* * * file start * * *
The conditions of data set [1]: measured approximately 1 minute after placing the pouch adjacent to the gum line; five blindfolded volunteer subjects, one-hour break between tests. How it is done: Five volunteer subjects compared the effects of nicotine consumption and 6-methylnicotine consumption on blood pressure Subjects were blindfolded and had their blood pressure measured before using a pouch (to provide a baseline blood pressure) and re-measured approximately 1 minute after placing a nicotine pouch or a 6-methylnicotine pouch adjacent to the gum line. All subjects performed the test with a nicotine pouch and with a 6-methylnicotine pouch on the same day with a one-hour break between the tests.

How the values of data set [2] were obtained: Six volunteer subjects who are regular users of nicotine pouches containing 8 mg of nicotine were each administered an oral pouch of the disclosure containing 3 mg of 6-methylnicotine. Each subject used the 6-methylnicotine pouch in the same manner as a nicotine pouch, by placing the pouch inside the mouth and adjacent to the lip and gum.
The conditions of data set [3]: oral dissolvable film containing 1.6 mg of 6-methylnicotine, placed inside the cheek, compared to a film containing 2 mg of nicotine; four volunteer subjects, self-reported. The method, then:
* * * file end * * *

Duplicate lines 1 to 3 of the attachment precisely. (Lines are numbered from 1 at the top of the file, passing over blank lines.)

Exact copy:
The conditions of data set [1]: measured approximately 1 minute after placing the pouch adjacent to the gum line; five blindfolded volunteer subjects, one-hour break between tests. How it is done: Five volunteer subjects compared the effects of nicotine consumption and 6-methylnicotine consumption on blood pressure Subjects were blindfolded and had their blood pressure measured before using a pouch (to provide a baseline blood pressure) and re-measured approximately 1 minute after placing a nicotine pouch or a 6-methylnicotine pouch adjacent to the gum line. All subjects performed the test with a nicotine pouch and with a 6-methylnicotine pouch on the same day with a one-hour break between the tests.

How the values of data set [2] were obtained: Six volunteer subjects who are regular users of nicotine pouches containing 8 mg of nicotine were each administered an oral pouch of the disclosure containing 3 mg of 6-methylnicotine. Each subject used the 6-methylnicotine pouch in the same manner as a nicotine pouch, by placing the pouch inside the mouth and adjacent to the lip and gum.
The conditions of data set [3]: oral dissolvable film containing 1.6 mg of 6-methylnicotine, placed inside the cheek, compared to a film containing 2 mg of nicotine; four volunteer subjects, self-reported. The method, then: